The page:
2

I'm trying to pickle high scores and then print them.

In the actual program, score is acquired from a simple trivia game.

score = 10
name = input("Name: ")
scores = [name, score]
high_scores = open("high_scores.dat", "ab")
pickle.dump(scores, high_scores)
high_scores.close()

high_scoresR = open("high_scores.dat", "rb")
results = pickle.load(high_scoresR)
print(results)
high_scores.close()

The program prints only the first high score entered, it doesn't matter how many scores I try to dump to it. Example:

['Jason', 10]

I am guessing I don't understand something quite basic, so I would highly appreciate a informative and clear explanation.

  • 3
    Although not an answer to the question in hand, might I recommend for the future you use JSON. It's got cool stuff for doing this and will probably make your life easier. – Alexander Craggs Feb 15 '16 at 12:50
  • 2
    if you dump 5 times to the file, then you will need to do load 5 times. One load for every dump. – Mike McKerns Feb 15 '16 at 13:01
  • or you could make a high scores dict, and dump the dict all at once. then, you'd only need the one load. – Mike McKerns Feb 15 '16 at 13:02
  • 2
    I have to agree with the other comments, are you trying to learn pickle or you're more interested in storing data? – Leb Feb 15 '16 at 13:04
  • I am trying to learn pickle, and I can't dump the entire dictionary/list all at once. – Gal A. Feb 15 '16 at 13:20
0

You can use 'wb' mode to write multiple pickles to a file, and if you need to reopen it for one ore more additional dump, then you should use append mode ('a', not 'w'). Here I write multiple entries using 'wb', and then later add one entry using 'ab'.

>>> scores = dict(Travis=100, Polly=125, Guido=69)
>>> import pickle                               
>>> with open('scores.pkl', 'wb') as highscores:
...   for name,score in scores.items(): 
...     pickle.dump((name,score)), highscores)
... 
>>> with open('scores.pkl', 'ab') as highscores:
...   pickle.dump(scores, highscores)
... 
>>> with open('scores.pkl', 'rb') as highscores:
...   a = pickle.load(highscores)
...   b = pickle.load(highscores)
...   c = pickle.load(highscores)
...   d = pickle.load(highscores)
... 
>>> a
('Travis', 100)
>>> b
('Polly', 125)
>>> c
('Guido', 69)
>>> d
{'Polly': 125, 'Travis': 100, 'Guido': 69}
>>> 

And if you have a lot of data, so that you are worried about being able to dump and/or load all of your items at once, then you can use (one of my packages) klepto, which enables you to store large pickled data to a file, directory, or database… where you can seamlessly access one entry at a time.

>>> import klepto
>>> store = klepto.archives.dir_archive('high', serialized=True) 
>>> store.update(scores)
>>> store
dir_archive('high', {'Polly': 125, 'Guido': 69, 'Travis': 100}, cached=True)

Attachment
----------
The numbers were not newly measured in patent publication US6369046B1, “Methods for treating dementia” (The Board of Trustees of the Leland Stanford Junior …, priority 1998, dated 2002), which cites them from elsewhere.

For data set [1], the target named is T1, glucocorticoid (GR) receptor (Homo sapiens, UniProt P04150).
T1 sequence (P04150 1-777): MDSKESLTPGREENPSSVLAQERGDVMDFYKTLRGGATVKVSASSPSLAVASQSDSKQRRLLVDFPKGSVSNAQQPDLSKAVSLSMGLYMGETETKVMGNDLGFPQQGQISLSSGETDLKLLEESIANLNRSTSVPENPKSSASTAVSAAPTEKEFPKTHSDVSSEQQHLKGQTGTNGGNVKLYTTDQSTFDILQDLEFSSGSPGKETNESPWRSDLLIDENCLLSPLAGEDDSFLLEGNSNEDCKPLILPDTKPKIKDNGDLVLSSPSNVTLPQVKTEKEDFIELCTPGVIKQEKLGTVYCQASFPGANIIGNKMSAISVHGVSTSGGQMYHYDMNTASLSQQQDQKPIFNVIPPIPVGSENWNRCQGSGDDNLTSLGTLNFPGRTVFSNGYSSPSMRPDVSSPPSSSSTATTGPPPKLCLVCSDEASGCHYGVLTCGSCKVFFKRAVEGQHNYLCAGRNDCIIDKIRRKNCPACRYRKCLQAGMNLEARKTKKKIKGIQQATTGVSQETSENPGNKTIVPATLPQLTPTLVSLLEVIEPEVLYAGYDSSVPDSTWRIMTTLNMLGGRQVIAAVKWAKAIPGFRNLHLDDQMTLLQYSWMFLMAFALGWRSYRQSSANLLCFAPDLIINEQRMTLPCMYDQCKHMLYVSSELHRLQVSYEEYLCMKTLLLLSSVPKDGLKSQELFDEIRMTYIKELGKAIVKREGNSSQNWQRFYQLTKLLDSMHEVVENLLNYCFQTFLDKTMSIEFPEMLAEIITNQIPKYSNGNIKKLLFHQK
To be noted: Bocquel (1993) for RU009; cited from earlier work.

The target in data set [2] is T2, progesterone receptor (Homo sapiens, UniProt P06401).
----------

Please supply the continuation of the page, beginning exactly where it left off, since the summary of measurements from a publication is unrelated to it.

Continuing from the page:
>>> # dump all entries at once
>>> store.dump()
>>> # create a new empty archive proxy
>>> store2 = klepto.archives.dir_archive('high', serialized=True)
>>> store2 
dir_archive('high', {}, cached=True)
>>> # load one entry, as opposed to loading all entries
>>> store2.load('Guido')
>>> store2
dir_archive('high', {'Guido': 69}, cached=True)
>>> store2['Guido']
69
>>> # load everything else
>>> store2.load()
>>> store2
dir_archive('high', {'Polly': 125, 'Guido': 69, 'Travis': 100}, cached=True)
>>> 
  • Many thanks, but (regarding the first code, w/o klepto) how can I print the whole file? I don't know the names of the keys I want to print. – Gal A. Feb 15 '16 at 18:10
  • @GalA.: if you have all scores as a dict (or a list, or some other single object), you can dump everything to a file with a single dump. File mode 'wb' will treat all files as new (destroying old entries), while 'ab' will always append. If you mean you want to "print" the whole file, you can read it as if it were a text file, and then print the file as a string. But if you are just looking to dump everything, then use a single dump with 'wb' -- note that, in that case, you will have to read all the scores in a single object on load. – Mike McKerns Feb 15 '16 at 18:25
  • Additionally. if you for some reason can't dump all the keys at once, and you don't know the names of the keys… you could just iterate over all the entries. I'll edit for that case. – Mike McKerns Feb 15 '16 at 18:29
0

You could read your file into a dictionary:

name = input('Enter name: ')
score = input('Enter score: ')

# write new entry to file
with open('highscores.txt', 'a') as f:
    f.write(name + ':' + score + '\n')

# read file into dict
with open('highscores.txt', 'r') as f:
    lines = f.read().splitlines()
scores = dict(line.split(':') for line in lines)

for key, value in scores.items():
    print(key, value)

I didn't know you were trying to learn pickle, but maybe this helps someone else.

  • thanks, but I already did a similiar program for plain text files. Now I want to create one with pickled files, to learn and practice the subject. – Gal A. Feb 15 '16 at 13:25

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